• Don’t take it personally I think it’s pretty normal for basenji to lock their focus onto something and then get tunnel vision; in the process forgetting about training, manners, or who they love. My basenji mix does this A LOT; I don’t train them in moment I don’t have class plate control simple because things happen so fast and I don’t want to support bad habits. My approach was training her in a controlled environment while avoiding those situations at all cost until I had basic commands trained). For example; when she see’s other dogs she wants to run over to them. So at first I trained her to follow my stay, sit, down, come, etc. commands; things you can do at home in a controlled environment. To introduce the training in uncontrolled environments I would randomly give her a command on her potty walks. Now when she see’s other dogs I command “sit”, “stay” and she listens. From there I started training her to approach slowly with me once I start moving; when she darts ahead we stop, she sits and stays. It can be a long daunting process; just be patient and don’t reinforce bad habits. The point of all this is to understand the stepping stone process of training. You want your dog to not be aggressive and not go for other dogs. Start with simple commands in a controlled environment; when you can command your dog at home, slowly start to introduce it outside a controlled environment. Once you’re Confident You have absolute control of them try introducing them to another dog but not letting them engage them with “sit” or “stay”. From there you can try introducing them. At the very least you might have more control over whether or not you engage in an encounter. The aggression however is a different story; idk if you socialized them when they were younger. It could be a territorial thing. My basenji guards our house like crazy, but step outside and she recognizes she’s no longer in a place she “needs” to protect. I hope this is helpful.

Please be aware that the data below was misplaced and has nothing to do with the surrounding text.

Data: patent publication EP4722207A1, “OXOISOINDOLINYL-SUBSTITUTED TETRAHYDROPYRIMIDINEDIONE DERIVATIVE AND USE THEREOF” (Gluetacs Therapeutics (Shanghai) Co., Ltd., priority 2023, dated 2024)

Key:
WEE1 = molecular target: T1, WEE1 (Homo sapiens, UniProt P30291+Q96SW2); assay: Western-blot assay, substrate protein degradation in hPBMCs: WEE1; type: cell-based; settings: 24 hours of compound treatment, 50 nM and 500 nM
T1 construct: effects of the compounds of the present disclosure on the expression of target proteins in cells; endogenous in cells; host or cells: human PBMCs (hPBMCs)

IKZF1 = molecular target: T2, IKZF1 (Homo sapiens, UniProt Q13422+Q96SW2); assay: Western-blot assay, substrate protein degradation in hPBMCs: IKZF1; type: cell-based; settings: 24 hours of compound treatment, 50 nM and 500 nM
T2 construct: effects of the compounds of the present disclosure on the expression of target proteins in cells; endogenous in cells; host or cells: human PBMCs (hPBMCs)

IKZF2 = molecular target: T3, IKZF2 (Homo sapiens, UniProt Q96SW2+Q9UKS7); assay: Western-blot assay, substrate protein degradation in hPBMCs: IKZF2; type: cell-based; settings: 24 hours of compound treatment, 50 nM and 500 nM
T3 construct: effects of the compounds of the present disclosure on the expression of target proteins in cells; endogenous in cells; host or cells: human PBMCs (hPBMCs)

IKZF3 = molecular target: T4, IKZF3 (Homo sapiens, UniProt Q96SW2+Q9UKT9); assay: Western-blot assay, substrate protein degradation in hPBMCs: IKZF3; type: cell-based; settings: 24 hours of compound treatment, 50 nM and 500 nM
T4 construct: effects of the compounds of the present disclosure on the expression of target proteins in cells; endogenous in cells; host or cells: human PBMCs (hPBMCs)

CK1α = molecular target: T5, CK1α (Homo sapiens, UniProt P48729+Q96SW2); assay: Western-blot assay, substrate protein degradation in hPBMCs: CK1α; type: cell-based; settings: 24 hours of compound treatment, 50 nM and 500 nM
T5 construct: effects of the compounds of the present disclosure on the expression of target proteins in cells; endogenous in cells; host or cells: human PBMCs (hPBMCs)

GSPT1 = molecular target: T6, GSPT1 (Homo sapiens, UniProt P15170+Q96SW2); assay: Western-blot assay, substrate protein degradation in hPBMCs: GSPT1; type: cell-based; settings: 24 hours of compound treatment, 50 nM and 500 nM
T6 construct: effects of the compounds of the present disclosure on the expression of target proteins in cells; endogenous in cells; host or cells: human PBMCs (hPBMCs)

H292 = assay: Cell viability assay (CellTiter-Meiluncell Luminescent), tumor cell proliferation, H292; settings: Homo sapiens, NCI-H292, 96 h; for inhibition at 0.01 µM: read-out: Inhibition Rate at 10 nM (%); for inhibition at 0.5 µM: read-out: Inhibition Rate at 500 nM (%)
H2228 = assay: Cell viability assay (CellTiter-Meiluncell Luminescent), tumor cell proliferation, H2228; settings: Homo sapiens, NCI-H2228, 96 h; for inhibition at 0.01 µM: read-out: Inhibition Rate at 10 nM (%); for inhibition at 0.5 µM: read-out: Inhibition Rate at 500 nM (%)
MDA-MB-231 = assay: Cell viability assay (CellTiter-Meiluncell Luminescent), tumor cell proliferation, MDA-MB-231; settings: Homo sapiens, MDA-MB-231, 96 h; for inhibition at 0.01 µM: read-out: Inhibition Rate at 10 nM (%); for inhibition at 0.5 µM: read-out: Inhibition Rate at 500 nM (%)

Note: I’m not a professional trainer, I have a degree in psychology and im a teacher; a dog is like a 2-4 year old. Every dog is different though, maybe I’ve just gotten lucky, but what I’ve been doing has been working for me; maybe it will for you.

  • :::Note: I’m not a professional trainer, I have a degree in psychology and im a teacher; a dog is like a 2-4 year old. Every dog is different though, maybe I’ve just gotten lucky, but what I’ve been doing has been working for me; maybe it will for you.:::

    LOL, not luck... good common sense. We do basic training to get solid responses in controlled environments, which gives a good base for expanding it to other situations.

    Like eeeefarm, I don't thing animal aggressive dogs need to socialize with strange dogs. I keep them separated. For the unexpected, working at home on basic commands (Leave It!, "look at me" to focus on you and understand the other dog is off limits, solid 100 percent down-stay) can help you avoid your dog getting revved enough to bite. That means you have to stay on top of things, change directions if necessary, and be firm and loud in asking others to not approach with their dog.

    Training is wonderful bonding, and it exercises their brains.